recognizing biological motion [12,13],and now as a bio-
metric.Investigations into gait as a biometric only began
about a decade ago.Perhaps the earliest work derived a
gait signature from a spatio-temporal pattern of a walking
person for recognition purposes [14].Murase and Sakai
[15] projected images of human walking in eigenspace
and used the eigenvectors for gait recognition.Then,dense
optical Jow [16] was exploited where an instantaneous
motion description that varies with the type of motion and
the moving objects was developed.Huang [17] combined
canonical space transformation based on Canonical Anal-
ysis with eigenspace transformation for feature extraction
to extract a gait signature.More recently,the potential of
image self-similarity [18],area-based metrics [19],static
body parameters [20],velocity moments [21] and symmetry
[22] have been used to generate gait signatures.Approaches
discussed so far measure changes in a subject’s silhouette.
However,the signi5cant information in,or characteristics
of,a gait pattern is the interaction and inter-relationship of
a structural description.Although there exist methods for
modelling human motion,these have not been deployed for
identi5cation purposes.The only model-based approach in
human gait recognition was pioneered by Cunado who ex-
plored the potential of the velocity hough transform (VHT)
and a simple pendulum model [23].This approach models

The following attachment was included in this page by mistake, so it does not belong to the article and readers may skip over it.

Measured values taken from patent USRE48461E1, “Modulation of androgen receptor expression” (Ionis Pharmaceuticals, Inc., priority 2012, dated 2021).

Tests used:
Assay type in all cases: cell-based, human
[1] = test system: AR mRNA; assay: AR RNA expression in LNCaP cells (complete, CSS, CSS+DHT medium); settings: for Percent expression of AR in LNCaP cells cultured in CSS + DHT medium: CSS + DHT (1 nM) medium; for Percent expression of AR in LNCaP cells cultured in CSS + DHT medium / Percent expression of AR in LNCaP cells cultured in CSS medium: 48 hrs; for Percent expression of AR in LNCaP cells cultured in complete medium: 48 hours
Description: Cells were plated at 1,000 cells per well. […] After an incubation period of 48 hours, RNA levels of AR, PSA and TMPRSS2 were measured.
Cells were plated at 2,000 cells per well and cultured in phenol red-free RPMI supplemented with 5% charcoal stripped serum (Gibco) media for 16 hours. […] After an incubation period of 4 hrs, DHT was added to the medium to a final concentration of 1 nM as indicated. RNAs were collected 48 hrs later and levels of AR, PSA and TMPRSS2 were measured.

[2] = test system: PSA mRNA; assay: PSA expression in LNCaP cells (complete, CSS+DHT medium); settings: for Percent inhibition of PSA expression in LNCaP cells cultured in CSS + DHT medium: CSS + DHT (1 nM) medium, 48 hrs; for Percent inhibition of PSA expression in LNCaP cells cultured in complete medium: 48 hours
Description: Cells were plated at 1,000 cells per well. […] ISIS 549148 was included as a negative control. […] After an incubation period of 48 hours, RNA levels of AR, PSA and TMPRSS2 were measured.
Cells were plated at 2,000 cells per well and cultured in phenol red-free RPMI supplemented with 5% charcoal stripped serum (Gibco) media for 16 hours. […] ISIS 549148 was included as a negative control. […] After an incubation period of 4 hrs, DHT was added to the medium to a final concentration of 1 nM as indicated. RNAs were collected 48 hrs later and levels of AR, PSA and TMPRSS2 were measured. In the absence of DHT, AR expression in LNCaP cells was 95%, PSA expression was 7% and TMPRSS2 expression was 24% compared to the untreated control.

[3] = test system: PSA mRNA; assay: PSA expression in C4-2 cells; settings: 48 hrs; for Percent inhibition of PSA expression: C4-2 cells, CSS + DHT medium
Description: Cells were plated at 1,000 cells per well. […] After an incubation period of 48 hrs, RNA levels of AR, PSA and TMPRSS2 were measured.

human walking by representing the thigh as a pendulum.
It combines the VHT with a Fourier series to describe the
leg’s motion within a gait cycle.The gait signature is then
derived from the Fourier series.Visually,leg movements
during walking and running resemble a compound pendu-
lum,that is,the leg is periodically swinging at a fulcrum.
Thus,adapting pendular motion to model human locomo-
tion would appear appropriate.This idea has led biome-
chanicists to consider leg movements as free and forced
oscillation [24].
Until now,much research has focused on human walk-
ing with encouraging results that con5rm the potential of
using walking gait as a biometric.Consequently,it is of in-
terest whether recognition by running can oCer equivalent
capability,or even better,for identifying people.Although
walking and running are distinct gaits as de5ned by biome-
chanics,interestingly,it has been demonstrated that there
occur topological similarities in the co-ordination patterns
between the thigh and the lower leg during walking and run-
ning [25].Since walking and running are intimately related
by the skeleto-muscular structure,it would appear reason-
able to suggest that there exists some correlation between
them.Given this inter-relationship,then it may suggest that
there should exist a single model with capability to describe
both gaits.
Accordingly,our objective here is to develop an auto-
mated non-invasive model-based approach to recognise peo-
ple by walking and running.Our data is laboratory-based,
aiming to analyse basic capabilities.Clearly,an application
scenario will exacerbate problems with data acquisition and
analysis.Our motivation here was to determine whether or
not any putative link between running and walking could
be exploited for recognition purposes.Should that link exist